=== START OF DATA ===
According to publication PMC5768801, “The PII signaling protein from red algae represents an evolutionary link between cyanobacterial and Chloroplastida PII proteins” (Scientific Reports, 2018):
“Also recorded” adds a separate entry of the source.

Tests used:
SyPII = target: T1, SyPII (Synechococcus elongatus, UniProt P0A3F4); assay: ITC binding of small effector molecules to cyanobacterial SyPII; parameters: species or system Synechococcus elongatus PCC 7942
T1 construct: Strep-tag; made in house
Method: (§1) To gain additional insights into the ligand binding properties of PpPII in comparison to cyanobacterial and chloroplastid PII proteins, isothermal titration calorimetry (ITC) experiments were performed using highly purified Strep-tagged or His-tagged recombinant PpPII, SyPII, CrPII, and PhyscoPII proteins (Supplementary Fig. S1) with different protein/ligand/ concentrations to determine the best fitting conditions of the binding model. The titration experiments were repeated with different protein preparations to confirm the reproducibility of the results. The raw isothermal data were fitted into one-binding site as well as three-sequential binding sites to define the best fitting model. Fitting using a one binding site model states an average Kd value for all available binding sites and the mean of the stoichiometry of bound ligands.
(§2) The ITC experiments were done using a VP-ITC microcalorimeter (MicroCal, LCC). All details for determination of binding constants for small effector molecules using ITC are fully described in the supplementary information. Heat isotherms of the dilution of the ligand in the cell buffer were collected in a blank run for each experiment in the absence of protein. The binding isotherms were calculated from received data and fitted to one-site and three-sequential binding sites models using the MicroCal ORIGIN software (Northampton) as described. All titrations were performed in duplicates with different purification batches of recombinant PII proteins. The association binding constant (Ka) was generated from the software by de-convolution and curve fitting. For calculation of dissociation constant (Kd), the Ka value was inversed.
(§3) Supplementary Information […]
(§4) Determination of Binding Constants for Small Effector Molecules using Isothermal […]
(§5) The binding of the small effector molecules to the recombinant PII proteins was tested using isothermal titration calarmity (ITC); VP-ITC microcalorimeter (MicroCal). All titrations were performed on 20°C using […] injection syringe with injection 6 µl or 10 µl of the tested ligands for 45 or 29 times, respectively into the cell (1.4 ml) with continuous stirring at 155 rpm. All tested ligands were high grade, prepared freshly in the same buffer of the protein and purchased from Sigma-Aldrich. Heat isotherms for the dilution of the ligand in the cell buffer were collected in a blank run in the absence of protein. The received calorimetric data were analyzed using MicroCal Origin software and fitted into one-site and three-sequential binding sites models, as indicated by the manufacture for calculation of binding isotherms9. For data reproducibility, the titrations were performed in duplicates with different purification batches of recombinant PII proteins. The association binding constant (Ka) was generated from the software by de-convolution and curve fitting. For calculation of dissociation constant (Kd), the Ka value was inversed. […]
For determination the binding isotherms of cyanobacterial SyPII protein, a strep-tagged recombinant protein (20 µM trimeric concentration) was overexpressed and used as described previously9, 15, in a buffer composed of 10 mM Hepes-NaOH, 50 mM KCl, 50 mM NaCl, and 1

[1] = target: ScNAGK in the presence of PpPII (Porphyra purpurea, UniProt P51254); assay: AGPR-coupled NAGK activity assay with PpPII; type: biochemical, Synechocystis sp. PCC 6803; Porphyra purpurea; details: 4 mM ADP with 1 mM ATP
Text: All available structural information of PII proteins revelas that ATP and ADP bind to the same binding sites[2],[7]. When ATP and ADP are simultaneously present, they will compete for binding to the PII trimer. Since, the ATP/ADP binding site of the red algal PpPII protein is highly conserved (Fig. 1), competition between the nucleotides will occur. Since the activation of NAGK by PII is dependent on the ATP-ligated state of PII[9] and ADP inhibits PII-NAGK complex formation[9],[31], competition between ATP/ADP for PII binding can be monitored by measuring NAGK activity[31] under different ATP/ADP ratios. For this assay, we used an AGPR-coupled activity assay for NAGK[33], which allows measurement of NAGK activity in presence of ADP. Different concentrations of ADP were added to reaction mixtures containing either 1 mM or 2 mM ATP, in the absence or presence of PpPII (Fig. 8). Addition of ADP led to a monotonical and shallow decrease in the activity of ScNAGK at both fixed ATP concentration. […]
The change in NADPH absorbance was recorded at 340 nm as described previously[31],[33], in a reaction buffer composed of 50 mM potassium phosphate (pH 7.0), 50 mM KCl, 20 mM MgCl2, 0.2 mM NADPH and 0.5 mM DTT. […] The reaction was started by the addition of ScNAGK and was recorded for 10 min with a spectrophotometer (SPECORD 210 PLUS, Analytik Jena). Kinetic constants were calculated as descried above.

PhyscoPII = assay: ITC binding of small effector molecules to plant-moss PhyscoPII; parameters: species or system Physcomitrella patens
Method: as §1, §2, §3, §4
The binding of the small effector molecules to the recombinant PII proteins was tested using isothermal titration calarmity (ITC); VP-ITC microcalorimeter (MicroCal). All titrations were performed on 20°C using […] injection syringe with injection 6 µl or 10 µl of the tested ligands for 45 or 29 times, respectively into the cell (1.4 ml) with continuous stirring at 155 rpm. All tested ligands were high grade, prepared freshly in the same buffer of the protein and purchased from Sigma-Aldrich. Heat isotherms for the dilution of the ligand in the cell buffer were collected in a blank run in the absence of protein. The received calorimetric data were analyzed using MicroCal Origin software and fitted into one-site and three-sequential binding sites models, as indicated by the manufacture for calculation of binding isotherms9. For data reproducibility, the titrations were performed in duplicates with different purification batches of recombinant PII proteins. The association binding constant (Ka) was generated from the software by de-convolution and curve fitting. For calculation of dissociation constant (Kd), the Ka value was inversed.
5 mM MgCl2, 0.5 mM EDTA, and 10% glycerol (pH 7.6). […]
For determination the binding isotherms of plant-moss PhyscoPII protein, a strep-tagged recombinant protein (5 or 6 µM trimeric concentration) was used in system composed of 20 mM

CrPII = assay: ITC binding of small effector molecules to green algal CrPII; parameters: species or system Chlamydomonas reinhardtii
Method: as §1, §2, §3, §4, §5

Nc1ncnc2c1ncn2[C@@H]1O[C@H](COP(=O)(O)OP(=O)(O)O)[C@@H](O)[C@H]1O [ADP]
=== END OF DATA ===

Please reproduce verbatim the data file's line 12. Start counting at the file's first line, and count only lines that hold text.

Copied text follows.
[1] = target: ScNAGK in the presence of PpPII (Porphyra purpurea, UniProt P51254); assay: AGPR-coupled NAGK activity assay with PpPII; type: biochemical, Synechocystis sp. PCC 6803; Porphyra purpurea; details: 4 mM ADP with 1 mM ATP